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Reality Check

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Ctrox | 08 Apr 2010 | 6 comments

In this tough economy, getting something for free is always a good thing, right? Short answer: It depends on your tolerance for risk.
 
Take free antivirus software as an example. It may seem like a bargain, but it’s not. Here are the issues to consider before you download this particular “freeware.”
 
First and foremost, free antivirus software doesn’t provide the comprehensive protection you need against today’s biggest online threats. So when you trust your computer, applications, files and identity to free antivirus software, it can end up costing you more in time, aggravation, and money than you ever imagined.
 
Most free antivirus software is really just bait that some software companies use to lure you in. It’s usually a “light” version of one of their paid products that offers only limited protection against today’s online threats.
 
After you install...

Ctrox | 11 Jan 2010 | 0 comments

The emails arrive bearing subject lines such as “State Vaccination H1N1 Program,” “Governmental registration program on the H1N1 vaccination,” and “Create your personal Vaccination Profile.” Purportedly from the Centers for Disease Control, the messages urge recipients to register for H1N1 vaccinations.

The problem is they’re bogus.

The messages lead users to an official-looking CDC site where they’re asked to create a profile in order to receive a vaccination for the swine flu. The site encourages users to download a vaccination profile archive and includes a link to the download.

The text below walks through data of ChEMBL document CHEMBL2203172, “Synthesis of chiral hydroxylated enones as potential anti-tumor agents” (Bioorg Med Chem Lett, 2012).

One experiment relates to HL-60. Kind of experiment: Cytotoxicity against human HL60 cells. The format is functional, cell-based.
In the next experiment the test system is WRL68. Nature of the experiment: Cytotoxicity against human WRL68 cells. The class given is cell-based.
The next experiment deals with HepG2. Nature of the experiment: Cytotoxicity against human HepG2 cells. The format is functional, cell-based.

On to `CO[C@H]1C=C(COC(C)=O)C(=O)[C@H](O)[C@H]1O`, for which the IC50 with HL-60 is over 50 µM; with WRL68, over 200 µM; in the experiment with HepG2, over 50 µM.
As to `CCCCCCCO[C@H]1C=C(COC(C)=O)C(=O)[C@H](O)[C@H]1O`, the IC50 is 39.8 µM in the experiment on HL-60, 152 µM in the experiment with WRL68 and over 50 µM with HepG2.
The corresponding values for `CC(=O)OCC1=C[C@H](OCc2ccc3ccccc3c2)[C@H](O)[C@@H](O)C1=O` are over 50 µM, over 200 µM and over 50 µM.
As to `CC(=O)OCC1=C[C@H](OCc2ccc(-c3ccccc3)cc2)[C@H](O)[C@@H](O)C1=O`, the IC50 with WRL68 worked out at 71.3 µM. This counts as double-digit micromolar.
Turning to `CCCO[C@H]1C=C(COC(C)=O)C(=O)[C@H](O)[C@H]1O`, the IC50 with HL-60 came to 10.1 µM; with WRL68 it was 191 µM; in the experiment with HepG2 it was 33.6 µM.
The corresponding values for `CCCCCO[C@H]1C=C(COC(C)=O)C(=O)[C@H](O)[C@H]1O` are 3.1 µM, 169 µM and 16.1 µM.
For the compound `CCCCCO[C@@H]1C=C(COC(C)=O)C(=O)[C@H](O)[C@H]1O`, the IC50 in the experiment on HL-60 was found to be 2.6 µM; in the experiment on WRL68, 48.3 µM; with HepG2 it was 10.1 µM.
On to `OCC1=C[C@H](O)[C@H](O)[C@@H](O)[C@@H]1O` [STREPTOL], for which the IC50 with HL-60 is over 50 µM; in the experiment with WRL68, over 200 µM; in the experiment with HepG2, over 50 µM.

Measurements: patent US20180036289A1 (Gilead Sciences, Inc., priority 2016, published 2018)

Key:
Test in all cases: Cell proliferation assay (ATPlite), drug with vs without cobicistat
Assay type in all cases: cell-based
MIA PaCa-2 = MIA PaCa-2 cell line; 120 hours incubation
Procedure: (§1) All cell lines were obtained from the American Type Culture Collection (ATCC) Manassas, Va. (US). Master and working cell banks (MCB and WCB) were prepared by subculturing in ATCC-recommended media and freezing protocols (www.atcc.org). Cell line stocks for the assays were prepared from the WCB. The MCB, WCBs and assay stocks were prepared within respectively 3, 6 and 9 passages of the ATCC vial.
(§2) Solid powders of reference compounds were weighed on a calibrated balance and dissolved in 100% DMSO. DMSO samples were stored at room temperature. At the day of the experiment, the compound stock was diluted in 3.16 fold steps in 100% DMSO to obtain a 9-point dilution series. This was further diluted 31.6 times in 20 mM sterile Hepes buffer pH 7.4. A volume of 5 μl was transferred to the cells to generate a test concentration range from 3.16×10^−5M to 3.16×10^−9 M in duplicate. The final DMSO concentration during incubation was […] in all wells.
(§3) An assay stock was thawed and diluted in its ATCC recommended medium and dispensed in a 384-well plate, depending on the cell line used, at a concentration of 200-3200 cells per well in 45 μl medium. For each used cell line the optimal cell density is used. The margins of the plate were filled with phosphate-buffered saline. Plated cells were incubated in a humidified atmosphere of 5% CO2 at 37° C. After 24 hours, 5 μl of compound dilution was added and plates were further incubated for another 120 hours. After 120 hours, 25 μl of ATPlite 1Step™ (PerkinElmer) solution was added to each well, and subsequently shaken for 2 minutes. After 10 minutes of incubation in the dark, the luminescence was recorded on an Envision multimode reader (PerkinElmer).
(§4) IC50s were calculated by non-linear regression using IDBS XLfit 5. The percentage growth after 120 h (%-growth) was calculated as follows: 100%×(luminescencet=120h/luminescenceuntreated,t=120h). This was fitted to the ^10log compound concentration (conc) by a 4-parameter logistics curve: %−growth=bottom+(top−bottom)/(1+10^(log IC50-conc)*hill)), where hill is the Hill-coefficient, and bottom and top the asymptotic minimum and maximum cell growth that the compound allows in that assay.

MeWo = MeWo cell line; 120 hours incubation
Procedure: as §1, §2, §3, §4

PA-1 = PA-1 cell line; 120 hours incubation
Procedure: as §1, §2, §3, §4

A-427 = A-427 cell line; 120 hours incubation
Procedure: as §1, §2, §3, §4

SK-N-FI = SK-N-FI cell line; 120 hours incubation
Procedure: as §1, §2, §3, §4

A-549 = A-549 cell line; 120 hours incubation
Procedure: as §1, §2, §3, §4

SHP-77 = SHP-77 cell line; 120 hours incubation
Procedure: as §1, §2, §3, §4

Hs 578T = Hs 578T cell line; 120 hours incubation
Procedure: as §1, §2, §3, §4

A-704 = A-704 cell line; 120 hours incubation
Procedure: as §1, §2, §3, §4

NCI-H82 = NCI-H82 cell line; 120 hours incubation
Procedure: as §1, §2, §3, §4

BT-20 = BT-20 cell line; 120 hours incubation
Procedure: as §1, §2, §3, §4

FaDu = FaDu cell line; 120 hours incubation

Clicking on the link, however, actually downloads and installs a new variant of the “Zbot” Trojan horse. Called “Zeus” by some security companies, the malware is a bot Trojan that hijacks the Windows PC for nefarious activities, including sending out more spam.

It’s just the latest example of the way...

Ctrox | 11 Jan 2010 | 0 comments

Never at a loss to cook up new and ingenious scams, cyber-criminals are using increasingly persuasive online scare tactics to convince users to purchase rogue security software.

Rogue security software, also known as “scareware,” pretends to be legitimate security software but actually provides little or no value and may even install malicious code on a user’s computer.

According to the recently released Symantec Report on Rogue Security Software, there are two main ways in which rogue security software is installed on a computer: either it is downloaded and installed manually by a user after he or she has been tricked into believing that the software is legitimate, or it is unknowingly installed onto a computer when a user visits a malicious website.

Rogue security software is advertised in a variety of locations, including malicious and...